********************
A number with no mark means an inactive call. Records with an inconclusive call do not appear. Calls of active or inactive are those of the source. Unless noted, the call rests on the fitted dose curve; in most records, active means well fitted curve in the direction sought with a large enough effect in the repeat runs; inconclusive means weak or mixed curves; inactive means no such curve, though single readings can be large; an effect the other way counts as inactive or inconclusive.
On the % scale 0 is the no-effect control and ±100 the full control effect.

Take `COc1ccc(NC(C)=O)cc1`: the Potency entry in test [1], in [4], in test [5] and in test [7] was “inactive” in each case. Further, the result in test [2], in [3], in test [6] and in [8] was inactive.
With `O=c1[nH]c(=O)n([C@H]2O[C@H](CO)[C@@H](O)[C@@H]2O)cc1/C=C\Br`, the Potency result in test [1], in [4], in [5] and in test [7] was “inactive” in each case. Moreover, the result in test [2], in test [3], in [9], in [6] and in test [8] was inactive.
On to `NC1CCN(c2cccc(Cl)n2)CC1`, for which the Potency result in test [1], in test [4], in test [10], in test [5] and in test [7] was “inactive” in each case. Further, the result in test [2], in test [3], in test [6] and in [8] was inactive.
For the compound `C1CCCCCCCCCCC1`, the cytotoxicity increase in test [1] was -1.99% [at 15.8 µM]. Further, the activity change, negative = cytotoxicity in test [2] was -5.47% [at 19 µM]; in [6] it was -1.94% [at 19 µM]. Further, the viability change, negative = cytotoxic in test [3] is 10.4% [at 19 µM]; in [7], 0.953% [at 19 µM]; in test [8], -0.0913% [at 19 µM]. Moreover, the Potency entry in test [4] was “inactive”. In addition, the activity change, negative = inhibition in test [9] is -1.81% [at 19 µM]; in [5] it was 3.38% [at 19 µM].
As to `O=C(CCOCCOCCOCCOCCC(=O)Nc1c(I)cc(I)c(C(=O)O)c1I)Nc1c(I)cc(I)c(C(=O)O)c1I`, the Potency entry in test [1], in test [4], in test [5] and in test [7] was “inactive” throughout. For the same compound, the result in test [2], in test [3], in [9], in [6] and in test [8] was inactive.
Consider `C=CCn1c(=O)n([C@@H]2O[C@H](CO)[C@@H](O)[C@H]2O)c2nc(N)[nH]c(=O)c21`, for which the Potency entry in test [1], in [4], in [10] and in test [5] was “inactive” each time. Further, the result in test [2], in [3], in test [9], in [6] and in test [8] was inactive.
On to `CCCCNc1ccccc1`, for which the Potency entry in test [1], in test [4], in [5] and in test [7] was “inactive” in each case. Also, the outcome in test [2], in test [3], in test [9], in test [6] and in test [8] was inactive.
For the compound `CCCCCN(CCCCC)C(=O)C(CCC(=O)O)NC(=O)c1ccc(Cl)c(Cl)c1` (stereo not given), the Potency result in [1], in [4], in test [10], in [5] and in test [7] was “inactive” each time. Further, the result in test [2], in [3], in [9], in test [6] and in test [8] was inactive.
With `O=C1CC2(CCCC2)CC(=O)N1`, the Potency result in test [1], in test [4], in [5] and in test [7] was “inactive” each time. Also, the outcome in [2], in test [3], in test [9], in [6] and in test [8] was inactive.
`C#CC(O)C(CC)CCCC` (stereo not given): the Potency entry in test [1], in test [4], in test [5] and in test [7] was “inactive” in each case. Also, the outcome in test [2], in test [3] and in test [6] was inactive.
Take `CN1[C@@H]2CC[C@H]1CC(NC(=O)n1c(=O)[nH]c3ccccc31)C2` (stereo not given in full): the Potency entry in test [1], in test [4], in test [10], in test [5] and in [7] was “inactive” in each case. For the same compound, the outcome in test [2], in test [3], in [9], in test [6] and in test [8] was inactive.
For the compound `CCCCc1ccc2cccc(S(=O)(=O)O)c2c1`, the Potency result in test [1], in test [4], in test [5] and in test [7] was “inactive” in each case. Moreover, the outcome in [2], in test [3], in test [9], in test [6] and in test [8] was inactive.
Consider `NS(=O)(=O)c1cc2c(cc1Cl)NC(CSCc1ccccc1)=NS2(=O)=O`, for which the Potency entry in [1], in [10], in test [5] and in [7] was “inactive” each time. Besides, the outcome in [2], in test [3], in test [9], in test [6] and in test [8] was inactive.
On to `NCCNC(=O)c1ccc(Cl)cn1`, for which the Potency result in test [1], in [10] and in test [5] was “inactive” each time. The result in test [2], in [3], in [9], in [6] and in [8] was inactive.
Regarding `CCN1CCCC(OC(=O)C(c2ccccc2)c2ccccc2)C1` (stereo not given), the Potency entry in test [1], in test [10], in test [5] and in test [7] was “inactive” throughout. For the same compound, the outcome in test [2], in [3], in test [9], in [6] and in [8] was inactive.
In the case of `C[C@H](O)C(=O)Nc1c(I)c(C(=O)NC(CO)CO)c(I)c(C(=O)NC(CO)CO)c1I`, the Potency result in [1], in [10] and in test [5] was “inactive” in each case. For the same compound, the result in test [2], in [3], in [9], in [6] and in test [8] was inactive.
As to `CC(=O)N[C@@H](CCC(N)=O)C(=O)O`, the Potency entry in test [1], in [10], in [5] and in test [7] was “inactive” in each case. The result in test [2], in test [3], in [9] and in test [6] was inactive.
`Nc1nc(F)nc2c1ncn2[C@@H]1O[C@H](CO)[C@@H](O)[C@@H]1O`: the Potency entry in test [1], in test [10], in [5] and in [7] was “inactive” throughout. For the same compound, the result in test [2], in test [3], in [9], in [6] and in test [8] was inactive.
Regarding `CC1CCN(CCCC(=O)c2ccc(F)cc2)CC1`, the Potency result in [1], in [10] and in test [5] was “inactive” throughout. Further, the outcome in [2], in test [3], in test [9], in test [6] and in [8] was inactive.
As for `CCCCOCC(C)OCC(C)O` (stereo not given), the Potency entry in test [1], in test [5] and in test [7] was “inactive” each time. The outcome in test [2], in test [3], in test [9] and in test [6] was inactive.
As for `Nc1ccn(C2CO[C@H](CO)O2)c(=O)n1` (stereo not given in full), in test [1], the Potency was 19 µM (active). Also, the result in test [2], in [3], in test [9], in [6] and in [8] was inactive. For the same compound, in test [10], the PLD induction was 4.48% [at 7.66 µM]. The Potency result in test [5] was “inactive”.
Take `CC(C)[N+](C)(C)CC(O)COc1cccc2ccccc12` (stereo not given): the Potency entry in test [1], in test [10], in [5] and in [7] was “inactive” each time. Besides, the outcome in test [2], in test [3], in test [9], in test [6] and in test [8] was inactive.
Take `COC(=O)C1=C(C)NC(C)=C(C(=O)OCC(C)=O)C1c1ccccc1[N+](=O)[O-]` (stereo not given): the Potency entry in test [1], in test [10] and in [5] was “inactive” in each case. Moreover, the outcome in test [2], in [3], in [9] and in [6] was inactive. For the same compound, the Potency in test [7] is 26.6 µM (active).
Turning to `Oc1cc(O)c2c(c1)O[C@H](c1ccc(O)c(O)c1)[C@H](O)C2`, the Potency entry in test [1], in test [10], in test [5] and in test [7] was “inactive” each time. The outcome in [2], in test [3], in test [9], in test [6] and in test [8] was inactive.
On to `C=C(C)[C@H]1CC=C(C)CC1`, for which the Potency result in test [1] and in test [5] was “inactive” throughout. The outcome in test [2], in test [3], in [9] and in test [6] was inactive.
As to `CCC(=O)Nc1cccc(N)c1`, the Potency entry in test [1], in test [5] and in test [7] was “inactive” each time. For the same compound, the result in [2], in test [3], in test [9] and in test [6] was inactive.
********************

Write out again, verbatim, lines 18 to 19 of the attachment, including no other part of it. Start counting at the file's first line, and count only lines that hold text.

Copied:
In the case of `C[C@H](O)C(=O)Nc1c(I)c(C(=O)NC(CO)CO)c(I)c(C(=O)NC(CO)CO)c1I`, the Potency result in [1], in [10] and in test [5] was “inactive” in each case. For the same compound, the result in test [2], in [3], in [9], in [6] and in test [8] was inactive.
As to `CC(=O)N[C@@H](CCC(N)=O)C(=O)O`, the Potency entry in test [1], in [10], in [5] and in test [7] was “inactive” in each case. The result in test [2], in test [3], in [9] and in test [6] was inactive.